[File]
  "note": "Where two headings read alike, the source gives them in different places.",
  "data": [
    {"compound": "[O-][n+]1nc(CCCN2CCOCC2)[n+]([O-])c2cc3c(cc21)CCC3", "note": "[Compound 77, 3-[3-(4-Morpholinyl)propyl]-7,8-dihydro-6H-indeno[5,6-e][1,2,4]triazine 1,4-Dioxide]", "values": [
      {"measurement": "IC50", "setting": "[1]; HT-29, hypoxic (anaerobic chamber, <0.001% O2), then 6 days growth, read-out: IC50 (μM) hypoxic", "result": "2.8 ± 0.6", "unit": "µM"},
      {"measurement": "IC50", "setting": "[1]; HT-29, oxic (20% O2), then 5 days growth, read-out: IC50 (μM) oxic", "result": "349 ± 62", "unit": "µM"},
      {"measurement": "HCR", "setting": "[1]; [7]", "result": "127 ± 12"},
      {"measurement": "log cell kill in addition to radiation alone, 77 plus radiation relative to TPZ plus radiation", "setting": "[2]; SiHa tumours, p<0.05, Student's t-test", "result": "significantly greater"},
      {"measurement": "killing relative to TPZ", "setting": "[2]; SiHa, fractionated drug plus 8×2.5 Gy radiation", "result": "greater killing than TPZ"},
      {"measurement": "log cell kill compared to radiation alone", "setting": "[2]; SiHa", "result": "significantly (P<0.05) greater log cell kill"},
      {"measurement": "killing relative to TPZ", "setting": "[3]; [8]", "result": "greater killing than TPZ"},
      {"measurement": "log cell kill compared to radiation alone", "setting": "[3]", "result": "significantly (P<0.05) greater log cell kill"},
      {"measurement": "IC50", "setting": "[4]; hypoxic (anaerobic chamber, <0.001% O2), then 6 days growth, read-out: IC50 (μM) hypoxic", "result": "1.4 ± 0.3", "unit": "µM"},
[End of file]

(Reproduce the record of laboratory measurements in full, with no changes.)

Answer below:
  "note": "Where two headings read alike, the source gives them in different places.",
  "data": [
    {"compound": "[O-][n+]1nc(CCCN2CCOCC2)[n+]([O-])c2cc3c(cc21)CCC3", "note": "[Compound 77, 3-[3-(4-Morpholinyl)propyl]-7,8-dihydro-6H-indeno[5,6-e][1,2,4]triazine 1,4-Dioxide]", "values": [
      {"measurement": "IC50", "setting": "[1]; HT-29, hypoxic (anaerobic chamber, <0.001% O2), then 6 days growth, read-out: IC50 (μM) hypoxic", "result": "2.8 ± 0.6", "unit": "µM"},
      {"measurement": "IC50", "setting": "[1]; HT-29, oxic (20% O2), then 5 days growth, read-out: IC50 (μM) oxic", "result": "349 ± 62", "unit": "µM"},
      {"measurement": "HCR", "setting": "[1]; [7]", "result": "127 ± 12"},
      {"measurement": "log cell kill in addition to radiation alone, 77 plus radiation relative to TPZ plus radiation", "setting": "[2]; SiHa tumours, p<0.05, Student's t-test", "result": "significantly greater"},
      {"measurement": "killing relative to TPZ", "setting": "[2]; SiHa, fractionated drug plus 8×2.5 Gy radiation", "result": "greater killing than TPZ"},
      {"measurement": "log cell kill compared to radiation alone", "setting": "[2]; SiHa", "result": "significantly (P<0.05) greater log cell kill"},
      {"measurement": "killing relative to TPZ", "setting": "[3]; [8]", "result": "greater killing than TPZ"},
      {"measurement": "log cell kill compared to radiation alone", "setting": "[3]", "result": "significantly (P<0.05) greater log cell kill"},
      {"measurement": "IC50", "setting": "[4]; hypoxic (anaerobic chamber, <0.001% O2), then 6 days growth, read-out: IC50 (μM) hypoxic", "result": "1.4 ± 0.3", "unit": "µM"},